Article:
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Mar 11

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Should the U.S. Eliminate the $1 Bill and Save $5.5 Billion?

Some in Washington are focussed on what can be done to reduce the U.S. government’s budget.  Earlier this month, the U.S. Government Accountability Office issued a formal proposal to the Treasury and Federal Reserve to eliminate the $1 bill and replace it with the $1 coin.  The GAO estimates that the elimination of the $1 bill will save the country $5.5 billion during the next 30 years.  The reason is that dollar bills have a shorter life than dollar coins, as bills tend to wear faster and need to be replaced more often.

The proposal indicates that the transition would take 4 years.  During this transition, the government would have to invest in producing new coins.  After the transition, the government would save approximately $522 million each year.  When given a choice, Americans prefer the dollar bills over dollar coins. 

This proposal begs the question; how many other government expenditures can be reduced by simple changes?

About the author

Anand Khemlani

I am a founding member of Fulcrum Inquiry, an accounting and economic consulting firm that performs damage analysis for commercial litigation, forensic accountings, financial investigations, and business valuations. I am a Certified Public Accountant (CPA), Accredited in Business Valuation (ABV), a Certified Fraud Examiner (CFE) and am a licensed Real Estate Broker. I regularly serve as an expert witness involving results of my forensic accounting assignments and damage analyses. My resume is available on Fulcrum's website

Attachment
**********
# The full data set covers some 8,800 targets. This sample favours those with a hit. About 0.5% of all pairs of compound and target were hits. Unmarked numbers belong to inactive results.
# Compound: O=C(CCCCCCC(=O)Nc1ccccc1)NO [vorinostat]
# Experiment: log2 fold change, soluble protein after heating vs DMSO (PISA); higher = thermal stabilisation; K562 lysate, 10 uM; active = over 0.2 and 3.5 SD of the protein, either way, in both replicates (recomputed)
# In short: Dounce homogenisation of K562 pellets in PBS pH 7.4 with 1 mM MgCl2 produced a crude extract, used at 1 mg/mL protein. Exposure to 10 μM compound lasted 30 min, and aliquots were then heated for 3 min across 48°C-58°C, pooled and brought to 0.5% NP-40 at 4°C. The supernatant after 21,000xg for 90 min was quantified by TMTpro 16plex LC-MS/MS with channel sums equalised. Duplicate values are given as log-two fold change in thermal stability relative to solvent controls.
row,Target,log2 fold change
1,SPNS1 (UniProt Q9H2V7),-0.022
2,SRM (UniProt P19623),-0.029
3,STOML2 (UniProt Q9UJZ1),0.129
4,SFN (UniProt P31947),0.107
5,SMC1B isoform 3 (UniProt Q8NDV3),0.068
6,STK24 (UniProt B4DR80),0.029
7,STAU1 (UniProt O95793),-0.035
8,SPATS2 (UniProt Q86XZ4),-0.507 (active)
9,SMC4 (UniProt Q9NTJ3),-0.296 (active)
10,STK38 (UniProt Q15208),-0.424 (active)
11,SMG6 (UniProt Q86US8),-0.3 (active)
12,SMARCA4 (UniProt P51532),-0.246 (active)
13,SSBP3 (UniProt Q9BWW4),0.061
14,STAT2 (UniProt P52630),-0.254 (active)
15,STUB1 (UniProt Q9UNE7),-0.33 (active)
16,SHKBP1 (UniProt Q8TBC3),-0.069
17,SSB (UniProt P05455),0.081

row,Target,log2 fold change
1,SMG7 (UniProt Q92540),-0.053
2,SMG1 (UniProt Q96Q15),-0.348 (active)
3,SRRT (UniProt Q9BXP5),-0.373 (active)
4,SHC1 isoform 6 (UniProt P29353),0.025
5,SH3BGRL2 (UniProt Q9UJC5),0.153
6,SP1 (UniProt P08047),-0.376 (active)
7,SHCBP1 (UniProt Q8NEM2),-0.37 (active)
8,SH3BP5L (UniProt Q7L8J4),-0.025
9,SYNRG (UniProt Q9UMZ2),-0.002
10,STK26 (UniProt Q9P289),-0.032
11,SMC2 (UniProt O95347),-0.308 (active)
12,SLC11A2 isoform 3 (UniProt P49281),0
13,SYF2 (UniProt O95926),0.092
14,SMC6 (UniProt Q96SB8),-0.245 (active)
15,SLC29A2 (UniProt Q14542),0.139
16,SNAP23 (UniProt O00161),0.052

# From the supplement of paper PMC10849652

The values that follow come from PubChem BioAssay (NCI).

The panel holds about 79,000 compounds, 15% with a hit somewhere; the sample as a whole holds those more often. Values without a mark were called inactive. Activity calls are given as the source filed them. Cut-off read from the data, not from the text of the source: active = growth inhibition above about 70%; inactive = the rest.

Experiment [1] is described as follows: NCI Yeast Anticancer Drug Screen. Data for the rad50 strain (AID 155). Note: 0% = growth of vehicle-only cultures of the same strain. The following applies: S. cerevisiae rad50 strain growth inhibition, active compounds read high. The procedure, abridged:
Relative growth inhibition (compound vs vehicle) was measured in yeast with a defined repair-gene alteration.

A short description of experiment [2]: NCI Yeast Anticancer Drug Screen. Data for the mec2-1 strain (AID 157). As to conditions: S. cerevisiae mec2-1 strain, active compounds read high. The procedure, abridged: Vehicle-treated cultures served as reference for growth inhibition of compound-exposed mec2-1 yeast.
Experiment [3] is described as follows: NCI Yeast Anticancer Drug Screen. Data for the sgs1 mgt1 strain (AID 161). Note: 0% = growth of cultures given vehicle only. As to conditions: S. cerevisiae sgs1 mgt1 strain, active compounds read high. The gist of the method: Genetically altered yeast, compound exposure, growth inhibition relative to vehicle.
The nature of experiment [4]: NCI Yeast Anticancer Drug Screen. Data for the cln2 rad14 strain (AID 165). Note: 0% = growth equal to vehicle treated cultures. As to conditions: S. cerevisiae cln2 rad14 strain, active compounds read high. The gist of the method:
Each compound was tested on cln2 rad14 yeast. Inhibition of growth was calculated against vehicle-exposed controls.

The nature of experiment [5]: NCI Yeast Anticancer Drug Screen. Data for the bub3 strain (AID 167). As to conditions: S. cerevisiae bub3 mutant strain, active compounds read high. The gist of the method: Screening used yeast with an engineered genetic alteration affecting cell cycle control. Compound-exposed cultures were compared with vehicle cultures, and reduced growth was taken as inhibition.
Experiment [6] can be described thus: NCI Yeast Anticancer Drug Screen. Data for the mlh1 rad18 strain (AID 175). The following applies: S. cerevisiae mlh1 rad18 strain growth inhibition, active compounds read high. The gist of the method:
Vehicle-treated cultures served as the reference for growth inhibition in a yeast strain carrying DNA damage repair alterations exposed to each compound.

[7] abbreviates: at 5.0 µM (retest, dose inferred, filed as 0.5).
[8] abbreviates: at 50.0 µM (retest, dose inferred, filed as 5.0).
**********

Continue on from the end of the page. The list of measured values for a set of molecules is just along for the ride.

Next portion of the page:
Permanent link to this article: http://betweenthenumbers.net/2011/03/should-the-u-s-elimate-the-1-bill-and-save-5-5-billion/

4 comments

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  1. Daniel Nolte

    This will only work if the Treasury ‘cuts the cord’ and forces the greenback out of circulation. Prior attempts at a modern dollar coin (the Susan B Anthony and the Sacagawea and the current presidential series) have run up against the wall of inertia that is old habits. All you have to do is look at the current fuss over old style incandescent light bulbs to see how stubborn people can be even to beneficial changes.

    Canda dropped their paper one dollar bills for the ‘Loonie’ dollar coin in 1989 and then did the same with the ‘Toonie’ taking the place of the two dollar bill in 1996. I’ve never missed having one dollar bills when in Canada. There isn’t any particular advantage to having the smallest paper money be a dollar.

    1. Lakawak

      There absolutely IS an advantage to having paper bills over coins. Coins are bulky. And most people don’t want crap jingling around in their pockets, ESPECIALLY these days when they have expensive phones that can get scratched.

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    Perfect work!

  3. Arletta Abke

    I have to say I’m impressed. Very seldom do I come across a website that’s both educative and amusing. Just want to inform you that you have most definatly hit the nail on the head. Your idea is excellent. Thank you is all I really have to say !

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